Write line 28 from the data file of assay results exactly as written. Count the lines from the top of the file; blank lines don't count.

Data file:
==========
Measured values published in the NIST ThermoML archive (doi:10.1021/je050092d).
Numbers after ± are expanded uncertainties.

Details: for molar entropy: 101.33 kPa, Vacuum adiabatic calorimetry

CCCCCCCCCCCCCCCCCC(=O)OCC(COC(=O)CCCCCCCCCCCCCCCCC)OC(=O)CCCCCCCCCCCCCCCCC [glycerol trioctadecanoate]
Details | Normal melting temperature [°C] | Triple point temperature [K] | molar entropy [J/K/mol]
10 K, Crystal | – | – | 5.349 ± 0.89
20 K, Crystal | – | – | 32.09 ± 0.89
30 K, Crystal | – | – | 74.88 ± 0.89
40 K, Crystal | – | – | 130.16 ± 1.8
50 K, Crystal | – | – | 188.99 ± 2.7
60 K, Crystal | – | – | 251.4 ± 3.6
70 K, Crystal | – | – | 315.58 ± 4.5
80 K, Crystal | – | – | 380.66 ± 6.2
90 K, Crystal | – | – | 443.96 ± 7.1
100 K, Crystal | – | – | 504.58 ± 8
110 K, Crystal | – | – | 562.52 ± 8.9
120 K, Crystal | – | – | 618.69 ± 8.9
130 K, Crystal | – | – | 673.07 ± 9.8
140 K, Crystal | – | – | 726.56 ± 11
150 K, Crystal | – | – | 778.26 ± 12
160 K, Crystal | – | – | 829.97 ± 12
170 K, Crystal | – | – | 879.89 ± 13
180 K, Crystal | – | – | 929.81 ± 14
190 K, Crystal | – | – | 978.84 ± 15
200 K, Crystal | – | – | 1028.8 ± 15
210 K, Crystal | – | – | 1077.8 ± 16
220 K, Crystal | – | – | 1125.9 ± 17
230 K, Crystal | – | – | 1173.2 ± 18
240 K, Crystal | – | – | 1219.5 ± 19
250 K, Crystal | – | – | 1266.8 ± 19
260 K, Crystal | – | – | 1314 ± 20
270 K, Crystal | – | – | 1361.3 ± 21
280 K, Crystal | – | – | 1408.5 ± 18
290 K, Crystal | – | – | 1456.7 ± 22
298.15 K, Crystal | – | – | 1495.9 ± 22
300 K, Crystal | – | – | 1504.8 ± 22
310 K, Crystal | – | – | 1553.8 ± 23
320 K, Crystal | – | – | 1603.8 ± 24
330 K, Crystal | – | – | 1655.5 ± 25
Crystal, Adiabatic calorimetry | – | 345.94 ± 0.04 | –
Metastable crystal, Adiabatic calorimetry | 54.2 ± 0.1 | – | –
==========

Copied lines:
230 K, Crystal | – | – | 1173.2 ± 18